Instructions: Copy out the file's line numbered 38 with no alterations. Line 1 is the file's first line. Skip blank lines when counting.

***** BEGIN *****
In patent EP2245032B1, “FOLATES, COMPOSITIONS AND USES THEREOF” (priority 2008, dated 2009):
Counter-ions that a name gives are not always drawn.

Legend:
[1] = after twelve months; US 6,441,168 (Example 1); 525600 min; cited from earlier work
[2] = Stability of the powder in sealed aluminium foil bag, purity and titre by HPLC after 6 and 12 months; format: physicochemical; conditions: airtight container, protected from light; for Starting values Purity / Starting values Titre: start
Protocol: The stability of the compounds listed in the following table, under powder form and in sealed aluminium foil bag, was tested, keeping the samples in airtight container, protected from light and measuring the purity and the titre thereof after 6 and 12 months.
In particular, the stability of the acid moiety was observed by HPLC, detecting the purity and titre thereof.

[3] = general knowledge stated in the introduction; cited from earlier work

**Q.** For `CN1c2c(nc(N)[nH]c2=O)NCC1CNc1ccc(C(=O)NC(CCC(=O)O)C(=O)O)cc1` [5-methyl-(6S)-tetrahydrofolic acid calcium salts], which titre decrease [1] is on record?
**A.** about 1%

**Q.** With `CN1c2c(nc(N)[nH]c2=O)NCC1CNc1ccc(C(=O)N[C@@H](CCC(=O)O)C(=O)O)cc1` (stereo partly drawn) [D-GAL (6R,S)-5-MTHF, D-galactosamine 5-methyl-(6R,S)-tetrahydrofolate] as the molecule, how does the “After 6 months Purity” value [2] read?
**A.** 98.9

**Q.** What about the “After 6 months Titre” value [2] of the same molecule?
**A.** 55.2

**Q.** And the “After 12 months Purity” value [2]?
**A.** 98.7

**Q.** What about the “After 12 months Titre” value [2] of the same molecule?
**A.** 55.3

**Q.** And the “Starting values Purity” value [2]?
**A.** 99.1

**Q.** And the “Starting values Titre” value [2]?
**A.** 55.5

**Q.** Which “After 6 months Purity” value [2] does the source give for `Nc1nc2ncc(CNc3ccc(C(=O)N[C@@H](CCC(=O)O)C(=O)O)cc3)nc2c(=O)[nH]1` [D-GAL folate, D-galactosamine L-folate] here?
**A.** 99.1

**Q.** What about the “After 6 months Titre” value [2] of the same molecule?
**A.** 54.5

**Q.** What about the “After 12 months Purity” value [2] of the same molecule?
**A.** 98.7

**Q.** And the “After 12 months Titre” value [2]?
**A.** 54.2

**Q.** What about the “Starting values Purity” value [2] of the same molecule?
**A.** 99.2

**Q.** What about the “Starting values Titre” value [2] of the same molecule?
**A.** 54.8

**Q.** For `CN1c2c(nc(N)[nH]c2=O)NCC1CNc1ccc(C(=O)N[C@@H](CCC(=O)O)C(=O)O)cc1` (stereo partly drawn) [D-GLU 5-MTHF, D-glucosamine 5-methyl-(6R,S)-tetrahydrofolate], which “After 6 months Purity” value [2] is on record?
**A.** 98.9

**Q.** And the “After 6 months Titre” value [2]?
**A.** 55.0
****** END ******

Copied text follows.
**A.** 55.0